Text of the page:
LG 55EC9300 3D OLED HDTV Test Bench

Test Bench

The measurements given here were made using CalMAN measurement software from SpectraCal, together with Photo Research PR-650 and Klein K-10A color meters and the VideoForge pattern generator from AVFoundry.



Full-On/Full-Off Contrast Ratio: Infinite The measurements here were taken in 2D only. They were performed in the Cinema (User) Picture Mode unless noted otherwise. With the Contrast and OLED Light controls set to produce a peak white level of about 35 ft-L and the Brightness control set to 54, the black level was so low as to be unmeasurable with any test tools available to us. This resulted in an effectively infinite full-on/full-off contrast ratio. But as with the LG 55EA9800 OLED we reviewed last spring, the Brightness control setting was critical to this result. On some material, with the Brightness control at 55 or 56 (which test discs suggested was the optimum setting), the center of a full black screen would noticeably lighten. I chose a brightness setting of 54 for this measurement because it not only allowed the display to perform at its best but, most importantly, looked fine at the same time on most source material. Other samples may differ slightly from the settings used here.

In the Sports Picture Mode in its default settings, the peak white level was 99.2 ft-L, the highest reading I obtained from the set.

At a 35 ft-L peak white level, the color Delta E, before calibration in the Warm2 Color Temperature setting, averaged 3.55 (maximum 5.98 at 100%, minimum 1.33 at 30%). After calibration, the Delta E averaged 0.94 (maximum 1.57 at 100%, minimum 0.12 at 90%, 1.33 at 30%). (Delta E is a figure of merit that indicates how close the result is to the BT. 709 HD standard, otherwise known as Rec. 709. A Delta E below 3 is generally considered excellent and visually indistinguishable from perfect.)

The 2D color gamut (not shown) was very good even without employing the color management system. Before calibration, it averaged 3.52 for all primary and secondary colors. After, it averaged 0.89.


At a 2.4 setting of the Gamma control, the gamma averaged 2.24, with a minimum value of 2.13 at 80% brightness and a maximum of 2.34 at 30%. This setting worked for me on most sources, but on some material, 2.2 worked better.—TJN

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Tiberius's picture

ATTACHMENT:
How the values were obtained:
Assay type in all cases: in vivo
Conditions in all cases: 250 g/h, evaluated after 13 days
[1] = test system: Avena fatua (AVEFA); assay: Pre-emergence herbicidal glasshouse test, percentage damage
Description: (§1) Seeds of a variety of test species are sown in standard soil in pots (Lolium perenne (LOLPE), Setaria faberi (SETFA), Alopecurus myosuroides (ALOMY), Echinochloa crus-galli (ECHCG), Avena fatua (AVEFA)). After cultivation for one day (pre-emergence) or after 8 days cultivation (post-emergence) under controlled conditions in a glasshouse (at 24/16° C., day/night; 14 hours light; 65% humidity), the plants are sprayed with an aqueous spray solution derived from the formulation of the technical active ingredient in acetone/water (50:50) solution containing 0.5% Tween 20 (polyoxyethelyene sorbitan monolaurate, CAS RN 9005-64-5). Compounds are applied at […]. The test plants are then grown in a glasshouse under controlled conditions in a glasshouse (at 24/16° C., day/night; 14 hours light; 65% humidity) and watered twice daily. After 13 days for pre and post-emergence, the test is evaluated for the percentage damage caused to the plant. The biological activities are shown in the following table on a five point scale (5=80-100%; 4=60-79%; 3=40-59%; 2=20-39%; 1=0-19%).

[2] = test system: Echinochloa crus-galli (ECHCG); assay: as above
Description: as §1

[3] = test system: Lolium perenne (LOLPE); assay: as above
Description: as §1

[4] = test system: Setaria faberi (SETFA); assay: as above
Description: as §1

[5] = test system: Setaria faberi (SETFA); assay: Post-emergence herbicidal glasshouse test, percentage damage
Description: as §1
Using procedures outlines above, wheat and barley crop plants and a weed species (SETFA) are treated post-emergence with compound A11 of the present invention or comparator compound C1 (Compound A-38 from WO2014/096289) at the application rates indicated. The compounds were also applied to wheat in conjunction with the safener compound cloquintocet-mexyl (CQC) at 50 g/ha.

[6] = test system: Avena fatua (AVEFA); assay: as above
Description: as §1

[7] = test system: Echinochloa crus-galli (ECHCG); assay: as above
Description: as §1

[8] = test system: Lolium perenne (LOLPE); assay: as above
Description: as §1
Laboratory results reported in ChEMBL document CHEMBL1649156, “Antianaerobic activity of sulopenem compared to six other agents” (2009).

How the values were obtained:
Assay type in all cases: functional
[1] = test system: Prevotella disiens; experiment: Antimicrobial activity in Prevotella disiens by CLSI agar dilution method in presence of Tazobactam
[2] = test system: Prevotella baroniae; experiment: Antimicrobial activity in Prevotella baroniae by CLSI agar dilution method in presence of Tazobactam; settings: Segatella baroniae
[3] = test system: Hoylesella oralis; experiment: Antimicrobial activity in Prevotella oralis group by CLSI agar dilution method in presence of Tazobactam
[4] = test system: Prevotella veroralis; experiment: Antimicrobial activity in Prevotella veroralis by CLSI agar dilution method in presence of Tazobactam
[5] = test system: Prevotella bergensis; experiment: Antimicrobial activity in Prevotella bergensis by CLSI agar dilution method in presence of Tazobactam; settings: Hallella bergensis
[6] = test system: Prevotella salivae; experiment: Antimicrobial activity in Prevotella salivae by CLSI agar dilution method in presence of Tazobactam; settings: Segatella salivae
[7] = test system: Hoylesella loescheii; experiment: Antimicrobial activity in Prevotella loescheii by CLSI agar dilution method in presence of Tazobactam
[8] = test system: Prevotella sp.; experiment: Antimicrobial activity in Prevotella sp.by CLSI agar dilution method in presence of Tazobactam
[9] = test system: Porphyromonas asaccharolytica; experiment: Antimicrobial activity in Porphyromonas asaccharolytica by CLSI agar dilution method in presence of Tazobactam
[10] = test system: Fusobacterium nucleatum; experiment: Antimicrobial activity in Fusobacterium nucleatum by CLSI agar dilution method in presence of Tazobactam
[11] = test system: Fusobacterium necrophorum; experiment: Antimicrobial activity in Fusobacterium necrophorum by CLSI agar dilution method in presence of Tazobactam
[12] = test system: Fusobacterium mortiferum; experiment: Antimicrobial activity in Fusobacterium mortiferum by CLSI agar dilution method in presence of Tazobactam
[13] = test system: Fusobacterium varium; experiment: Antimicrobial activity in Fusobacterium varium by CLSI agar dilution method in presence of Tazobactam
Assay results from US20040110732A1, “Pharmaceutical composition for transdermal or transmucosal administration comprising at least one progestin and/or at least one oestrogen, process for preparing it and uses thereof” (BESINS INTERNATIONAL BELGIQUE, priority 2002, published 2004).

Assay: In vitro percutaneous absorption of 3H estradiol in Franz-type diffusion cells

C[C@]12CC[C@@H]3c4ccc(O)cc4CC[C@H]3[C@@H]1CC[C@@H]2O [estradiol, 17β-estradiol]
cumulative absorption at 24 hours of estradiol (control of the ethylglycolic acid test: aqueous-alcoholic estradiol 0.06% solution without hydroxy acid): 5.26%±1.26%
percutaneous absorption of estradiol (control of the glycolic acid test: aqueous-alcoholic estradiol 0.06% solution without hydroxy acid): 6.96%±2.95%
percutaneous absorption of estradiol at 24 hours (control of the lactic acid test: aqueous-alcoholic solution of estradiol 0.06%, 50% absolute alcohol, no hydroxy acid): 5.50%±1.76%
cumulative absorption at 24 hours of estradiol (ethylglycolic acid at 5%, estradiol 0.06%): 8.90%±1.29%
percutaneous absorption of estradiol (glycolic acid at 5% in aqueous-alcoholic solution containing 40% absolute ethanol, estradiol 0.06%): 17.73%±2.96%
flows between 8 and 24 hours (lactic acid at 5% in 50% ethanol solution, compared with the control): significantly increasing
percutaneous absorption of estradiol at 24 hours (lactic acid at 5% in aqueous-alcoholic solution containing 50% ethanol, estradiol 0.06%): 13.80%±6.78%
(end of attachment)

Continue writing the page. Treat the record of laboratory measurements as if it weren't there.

As someone said at CNET when they reviewed this TV " 4K is just putting new tires on an old car. OLED is a whole new car. After owning 2 plasmas LED may be brighter but hardly the same picture quality. OLED solves the brightness problem and has an even better picture. Let's hope it sticks around.

brit.buresh's picture

I have this TV on my showroom and let me say the picture is wonderful. The contrast is simply amazing. My only issue really is LG did not make the TV VESA compliant for wall mounting. You have to buy there fixed mount for the TV Which has swayed several customers away from buying. I also feel the TV has a very soft picture and almost seems just ever so slightly out of focus sometimes. Thats a personal prefference i believe tho. I have sold TV's and Home Theater for 15 years now and this TV is by far the Best picture ever! I am also predicting LG to takeover as the #1 TV brand because of OLED and samsung will have to take the backseat for now.

jjanosik's picture

Thomas thank you for great reviews on both TVs. I want to ask you for your opinion on the matter of buying a new TV in upcoming months...

I have to buy TV this year because I don't have one (I'm still living with my parents) so I can't wait for 4k OLEDs to come down to a reasonable price (maybe late 2016?).

But I can't really decide whether these perfect blacks and contrast are more important for 'immersion' than more inches of diagonal.... I'm thinking about something like 65" HU7500 samsung... I know its blacks are worse then OLED, but I don't think they are really bad or something are they? Because I have a feeling that 55 inches is not that large (my viewing distance will be about 2.8m) and I don't know whether these super blacks will compensate enough for that smaller diagonal. This cannot be decided in a shop, because there is bright environment so I just have to believe others who have more experience with these sets.

What is your opinion, is the OLED that much better experience that it is OK to sacrifice quite significantly larger picture frame for that? I want this TV to last 5+ years (so maybe 4k ready for HFR can be usefull?)...

Thank you very much in advance.

Laura's picture

I have read articles reviewing the LG 55EC9300 and I've visited several showrooms to view this TV. The picture really stands out...blacks are amazing...colors are stunning. The price has been lowered to $2999.99 among competitors, making this beautiful set more appealing. I'm very excited about the OLED technology. However, yesterday I realized it's not quite ready. I observed the dreaded burn-in on a display model. I could clearly read the word "SETUP" burned-in to the display in a band across the lower portion of the screen.

I bought a different brand of 4K UHDTV.

Your reviews and are extremely helpful. I also appreciate your "HOW TO" section. Thank you.